Department of Internal Medicine, Nemazee Hospital, P. O. Box 71345-1414, Shiraz Medical Sciences University, Shiraz, Iran
Background- The month of Ramadan is the ninth lunar month of the Islamic calendar, during which every year millions of Muslims fast from sunrise to sunset. These fasting episodes are associated with changes in sleeping pattern, medication timing, and extra prayers at night, etc. The goal of this work was to evaluate the safety of Ramadan fast with respect to blood pressure for treated hypertensive patients.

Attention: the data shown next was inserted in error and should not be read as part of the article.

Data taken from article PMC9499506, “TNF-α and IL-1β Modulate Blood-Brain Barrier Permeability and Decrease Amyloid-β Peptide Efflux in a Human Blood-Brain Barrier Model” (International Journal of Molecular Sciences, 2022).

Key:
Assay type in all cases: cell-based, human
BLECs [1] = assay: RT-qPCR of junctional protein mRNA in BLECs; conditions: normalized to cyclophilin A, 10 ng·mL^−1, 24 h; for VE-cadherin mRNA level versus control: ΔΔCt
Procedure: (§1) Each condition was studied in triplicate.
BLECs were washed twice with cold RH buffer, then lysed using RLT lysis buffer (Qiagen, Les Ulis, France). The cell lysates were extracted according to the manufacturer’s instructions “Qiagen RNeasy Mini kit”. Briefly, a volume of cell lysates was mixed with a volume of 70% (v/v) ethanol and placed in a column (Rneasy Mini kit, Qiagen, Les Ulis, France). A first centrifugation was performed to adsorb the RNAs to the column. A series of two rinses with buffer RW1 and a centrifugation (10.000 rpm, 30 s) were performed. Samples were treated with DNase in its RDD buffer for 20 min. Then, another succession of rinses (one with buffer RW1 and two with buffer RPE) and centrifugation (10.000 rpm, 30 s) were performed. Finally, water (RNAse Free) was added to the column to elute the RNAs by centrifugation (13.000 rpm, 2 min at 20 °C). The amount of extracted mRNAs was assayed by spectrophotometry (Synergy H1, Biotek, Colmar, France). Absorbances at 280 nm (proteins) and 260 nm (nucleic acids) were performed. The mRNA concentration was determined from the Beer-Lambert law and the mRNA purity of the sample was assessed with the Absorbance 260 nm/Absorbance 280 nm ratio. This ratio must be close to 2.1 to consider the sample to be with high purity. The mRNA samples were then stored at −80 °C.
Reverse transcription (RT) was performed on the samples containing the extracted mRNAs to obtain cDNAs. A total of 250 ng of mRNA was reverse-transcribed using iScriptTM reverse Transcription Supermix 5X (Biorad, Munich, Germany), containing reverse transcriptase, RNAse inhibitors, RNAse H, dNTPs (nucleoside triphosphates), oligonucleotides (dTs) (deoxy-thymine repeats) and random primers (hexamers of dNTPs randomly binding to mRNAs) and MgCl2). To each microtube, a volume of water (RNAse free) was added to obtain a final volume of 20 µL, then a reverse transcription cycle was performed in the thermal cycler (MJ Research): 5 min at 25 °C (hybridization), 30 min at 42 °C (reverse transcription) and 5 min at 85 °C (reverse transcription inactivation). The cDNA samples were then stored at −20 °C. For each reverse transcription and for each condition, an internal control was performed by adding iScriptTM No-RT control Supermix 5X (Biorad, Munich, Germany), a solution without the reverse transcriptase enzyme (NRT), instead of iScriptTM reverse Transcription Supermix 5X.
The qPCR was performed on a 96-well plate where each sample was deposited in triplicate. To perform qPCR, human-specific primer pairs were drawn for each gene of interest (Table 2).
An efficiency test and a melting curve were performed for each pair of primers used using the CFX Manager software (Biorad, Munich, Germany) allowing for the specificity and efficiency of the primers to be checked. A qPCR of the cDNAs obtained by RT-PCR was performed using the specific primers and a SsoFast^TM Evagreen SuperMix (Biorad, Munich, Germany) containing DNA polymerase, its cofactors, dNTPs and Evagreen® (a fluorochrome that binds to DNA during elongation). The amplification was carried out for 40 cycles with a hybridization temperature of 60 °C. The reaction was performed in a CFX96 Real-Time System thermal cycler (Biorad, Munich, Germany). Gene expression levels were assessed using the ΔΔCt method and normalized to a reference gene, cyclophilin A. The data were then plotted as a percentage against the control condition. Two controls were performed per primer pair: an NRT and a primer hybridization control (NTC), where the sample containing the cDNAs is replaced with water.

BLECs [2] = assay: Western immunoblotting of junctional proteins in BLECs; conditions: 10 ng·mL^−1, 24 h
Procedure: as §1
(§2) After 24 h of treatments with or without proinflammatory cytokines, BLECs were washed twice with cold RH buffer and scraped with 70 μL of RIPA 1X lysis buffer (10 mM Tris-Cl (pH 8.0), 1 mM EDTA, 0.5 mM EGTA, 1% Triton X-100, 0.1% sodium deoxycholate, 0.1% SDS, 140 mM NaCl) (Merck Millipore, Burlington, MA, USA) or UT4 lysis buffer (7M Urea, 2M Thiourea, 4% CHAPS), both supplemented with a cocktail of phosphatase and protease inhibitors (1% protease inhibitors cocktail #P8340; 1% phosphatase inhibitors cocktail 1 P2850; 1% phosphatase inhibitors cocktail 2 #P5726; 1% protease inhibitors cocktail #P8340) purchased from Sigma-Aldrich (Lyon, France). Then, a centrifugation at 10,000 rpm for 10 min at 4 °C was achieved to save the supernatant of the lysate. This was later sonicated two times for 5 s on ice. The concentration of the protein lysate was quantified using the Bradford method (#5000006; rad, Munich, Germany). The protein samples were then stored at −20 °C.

Method- This study included 21 controlled hypertensive patients on single or twice-daily medications; each volunteered to perform 24-hour ambulatory blood pressure monitoring (ABPM) twice: during Ramadan and 2 months after Ramadan during a non-fasting day. Mean average awake/asleep and 24-hour blood pressure, also systolic and diastolic load, dipper vs. non-dipper were compared between the two groups. Result- There were no significant changes between any of these variables (P=1.00) in the two measurement periods.
Conclusion- It seems that treated hypertensive patients can be safely assured that with the continuation of pervious medication(s), Ramadan fast can be observed without the need for further work up (Iranian Heart Journal 2003; 4 (4):39-43).